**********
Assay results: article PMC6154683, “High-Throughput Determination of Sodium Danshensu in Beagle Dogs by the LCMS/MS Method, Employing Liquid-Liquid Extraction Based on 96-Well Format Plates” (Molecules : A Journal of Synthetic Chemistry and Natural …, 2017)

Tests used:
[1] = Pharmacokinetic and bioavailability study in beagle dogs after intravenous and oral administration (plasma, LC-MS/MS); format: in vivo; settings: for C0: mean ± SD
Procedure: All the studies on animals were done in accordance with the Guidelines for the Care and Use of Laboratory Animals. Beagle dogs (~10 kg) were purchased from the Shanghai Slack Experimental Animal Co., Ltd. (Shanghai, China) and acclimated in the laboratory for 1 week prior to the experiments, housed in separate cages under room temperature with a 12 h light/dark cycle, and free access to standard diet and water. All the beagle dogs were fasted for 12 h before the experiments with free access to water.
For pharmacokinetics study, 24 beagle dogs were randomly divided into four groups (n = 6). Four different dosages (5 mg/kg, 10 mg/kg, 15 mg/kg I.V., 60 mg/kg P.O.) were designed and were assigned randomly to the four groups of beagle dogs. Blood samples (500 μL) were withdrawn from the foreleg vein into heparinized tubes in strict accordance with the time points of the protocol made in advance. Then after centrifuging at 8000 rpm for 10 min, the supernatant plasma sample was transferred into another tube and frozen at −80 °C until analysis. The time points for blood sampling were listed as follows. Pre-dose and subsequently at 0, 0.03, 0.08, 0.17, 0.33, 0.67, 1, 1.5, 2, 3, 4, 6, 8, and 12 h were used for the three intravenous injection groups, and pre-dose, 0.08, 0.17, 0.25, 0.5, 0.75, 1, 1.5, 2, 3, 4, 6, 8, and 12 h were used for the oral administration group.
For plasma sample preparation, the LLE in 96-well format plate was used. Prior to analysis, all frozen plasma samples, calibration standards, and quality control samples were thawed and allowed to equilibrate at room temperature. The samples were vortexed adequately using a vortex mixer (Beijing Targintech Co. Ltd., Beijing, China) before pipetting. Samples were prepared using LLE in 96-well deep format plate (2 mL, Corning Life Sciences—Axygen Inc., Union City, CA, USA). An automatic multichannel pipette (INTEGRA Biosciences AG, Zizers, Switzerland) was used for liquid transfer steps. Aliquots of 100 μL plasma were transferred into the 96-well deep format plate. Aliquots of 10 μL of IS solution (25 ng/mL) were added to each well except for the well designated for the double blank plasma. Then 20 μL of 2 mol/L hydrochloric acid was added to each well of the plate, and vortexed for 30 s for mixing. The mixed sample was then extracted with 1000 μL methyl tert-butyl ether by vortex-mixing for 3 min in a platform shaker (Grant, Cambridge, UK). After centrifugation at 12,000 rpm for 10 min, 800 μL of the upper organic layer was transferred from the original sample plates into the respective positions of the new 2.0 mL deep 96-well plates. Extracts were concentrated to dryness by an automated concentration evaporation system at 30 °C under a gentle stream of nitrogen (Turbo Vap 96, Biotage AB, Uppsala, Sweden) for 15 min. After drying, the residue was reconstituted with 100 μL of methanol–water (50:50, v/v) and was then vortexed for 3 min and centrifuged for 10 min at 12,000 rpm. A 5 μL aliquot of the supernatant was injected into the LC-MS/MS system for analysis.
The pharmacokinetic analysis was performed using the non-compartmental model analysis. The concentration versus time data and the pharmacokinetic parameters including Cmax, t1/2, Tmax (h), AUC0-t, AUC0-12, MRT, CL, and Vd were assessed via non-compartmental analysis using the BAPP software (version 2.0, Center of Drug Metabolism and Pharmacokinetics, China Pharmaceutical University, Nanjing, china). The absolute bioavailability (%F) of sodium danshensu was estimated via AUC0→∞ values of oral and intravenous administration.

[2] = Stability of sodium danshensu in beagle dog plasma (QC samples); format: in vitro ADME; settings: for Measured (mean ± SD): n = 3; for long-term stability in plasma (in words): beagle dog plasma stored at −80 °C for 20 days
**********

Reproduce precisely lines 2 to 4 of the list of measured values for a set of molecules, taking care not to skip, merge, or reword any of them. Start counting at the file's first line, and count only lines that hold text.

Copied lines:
Tests used:
[1] = Pharmacokinetic and bioavailability study in beagle dogs after intravenous and oral administration (plasma, LC-MS/MS); format: in vivo; settings: for C0: mean ± SD
Procedure: All the studies on animals were done in accordance with the Guidelines for the Care and Use of Laboratory Animals. Beagle dogs (~10 kg) were purchased from the Shanghai Slack Experimental Animal Co., Ltd. (Shanghai, China) and acclimated in the laboratory for 1 week prior to the experiments, housed in separate cages under room temperature with a 12 h light/dark cycle, and free access to standard diet and water. All the beagle dogs were fasted for 12 h before the experiments with free access to water.